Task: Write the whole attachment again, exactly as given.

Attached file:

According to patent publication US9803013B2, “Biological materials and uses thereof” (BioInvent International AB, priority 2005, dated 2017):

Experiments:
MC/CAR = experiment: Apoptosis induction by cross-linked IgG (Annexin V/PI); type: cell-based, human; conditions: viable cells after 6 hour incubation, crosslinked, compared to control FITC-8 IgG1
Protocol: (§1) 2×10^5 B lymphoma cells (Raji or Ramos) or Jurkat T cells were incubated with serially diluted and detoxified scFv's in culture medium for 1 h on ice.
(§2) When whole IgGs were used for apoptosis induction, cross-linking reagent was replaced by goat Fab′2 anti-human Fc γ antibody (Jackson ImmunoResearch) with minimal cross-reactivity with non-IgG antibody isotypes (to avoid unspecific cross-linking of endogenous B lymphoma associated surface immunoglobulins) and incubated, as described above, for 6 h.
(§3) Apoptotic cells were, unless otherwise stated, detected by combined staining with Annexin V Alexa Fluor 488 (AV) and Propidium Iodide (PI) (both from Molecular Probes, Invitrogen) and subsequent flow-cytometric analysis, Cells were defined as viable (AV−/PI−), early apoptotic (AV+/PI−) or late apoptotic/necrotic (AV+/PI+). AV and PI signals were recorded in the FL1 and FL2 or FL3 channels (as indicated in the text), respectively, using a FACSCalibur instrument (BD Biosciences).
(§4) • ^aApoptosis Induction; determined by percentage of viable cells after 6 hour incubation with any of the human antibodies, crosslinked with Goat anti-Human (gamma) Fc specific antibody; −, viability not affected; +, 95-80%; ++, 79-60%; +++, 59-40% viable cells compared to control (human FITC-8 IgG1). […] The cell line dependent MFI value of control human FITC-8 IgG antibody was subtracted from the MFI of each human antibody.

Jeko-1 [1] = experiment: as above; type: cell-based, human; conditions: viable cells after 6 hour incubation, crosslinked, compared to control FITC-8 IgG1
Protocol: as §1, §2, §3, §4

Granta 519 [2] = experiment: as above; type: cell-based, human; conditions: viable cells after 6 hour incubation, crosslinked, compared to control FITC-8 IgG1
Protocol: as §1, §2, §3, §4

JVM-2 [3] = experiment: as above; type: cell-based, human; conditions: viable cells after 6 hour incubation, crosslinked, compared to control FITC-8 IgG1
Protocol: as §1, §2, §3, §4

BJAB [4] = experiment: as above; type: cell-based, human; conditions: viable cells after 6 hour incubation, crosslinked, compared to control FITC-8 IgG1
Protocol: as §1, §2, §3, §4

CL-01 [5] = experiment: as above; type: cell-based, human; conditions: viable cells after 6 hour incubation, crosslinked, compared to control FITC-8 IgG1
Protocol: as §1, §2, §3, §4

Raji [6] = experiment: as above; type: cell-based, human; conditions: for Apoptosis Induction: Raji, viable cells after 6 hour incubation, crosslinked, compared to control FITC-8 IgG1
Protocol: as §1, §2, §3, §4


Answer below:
According to patent publication US9803013B2, “Biological materials and uses thereof” (BioInvent International AB, priority 2005, dated 2017):

Experiments:
MC/CAR = experiment: Apoptosis induction by cross-linked IgG (Annexin V/PI); type: cell-based, human; conditions: viable cells after 6 hour incubation, crosslinked, compared to control FITC-8 IgG1
Protocol: (§1) 2×10^5 B lymphoma cells (Raji or Ramos) or Jurkat T cells were incubated with serially diluted and detoxified scFv's in culture medium for 1 h on ice.
(§2) When whole IgGs were used for apoptosis induction, cross-linking reagent was replaced by goat Fab′2 anti-human Fc γ antibody (Jackson ImmunoResearch) with minimal cross-reactivity with non-IgG antibody isotypes (to avoid unspecific cross-linking of endogenous B lymphoma associated surface immunoglobulins) and incubated, as described above, for 6 h.
(§3) Apoptotic cells were, unless otherwise stated, detected by combined staining with Annexin V Alexa Fluor 488 (AV) and Propidium Iodide (PI) (both from Molecular Probes, Invitrogen) and subsequent flow-cytometric analysis, Cells were defined as viable (AV−/PI−), early apoptotic (AV+/PI−) or late apoptotic/necrotic (AV+/PI+). AV and PI signals were recorded in the FL1 and FL2 or FL3 channels (as indicated in the text), respectively, using a FACSCalibur instrument (BD Biosciences).
(§4) • ^aApoptosis Induction; determined by percentage of viable cells after 6 hour incubation with any of the human antibodies, crosslinked with Goat anti-Human (gamma) Fc specific antibody; −, viability not affected; +, 95-80%; ++, 79-60%; +++, 59-40% viable cells compared to control (human FITC-8 IgG1). […] The cell line dependent MFI value of control human FITC-8 IgG antibody was subtracted from the MFI of each human antibody.

Jeko-1 [1] = experiment: as above; type: cell-based, human; conditions: viable cells after 6 hour incubation, crosslinked, compared to control FITC-8 IgG1
Protocol: as §1, §2, §3, §4

Granta 519 [2] = experiment: as above; type: cell-based, human; conditions: viable cells after 6 hour incubation, crosslinked, compared to control FITC-8 IgG1
Protocol: as §1, §2, §3, §4

JVM-2 [3] = experiment: as above; type: cell-based, human; conditions: viable cells after 6 hour incubation, crosslinked, compared to control FITC-8 IgG1
Protocol: as §1, §2, §3, §4

BJAB [4] = experiment: as above; type: cell-based, human; conditions: viable cells after 6 hour incubation, crosslinked, compared to control FITC-8 IgG1
Protocol: as §1, §2, §3, §4

CL-01 [5] = experiment: as above; type: cell-based, human; conditions: viable cells after 6 hour incubation, crosslinked, compared to control FITC-8 IgG1
Protocol: as §1, §2, §3, §4

Raji [6] = experiment: as above; type: cell-based, human; conditions: for Apoptosis Induction: Raji, viable cells after 6 hour incubation, crosslinked, compared to control FITC-8 IgG1
Protocol: as §1, §2, §3, §4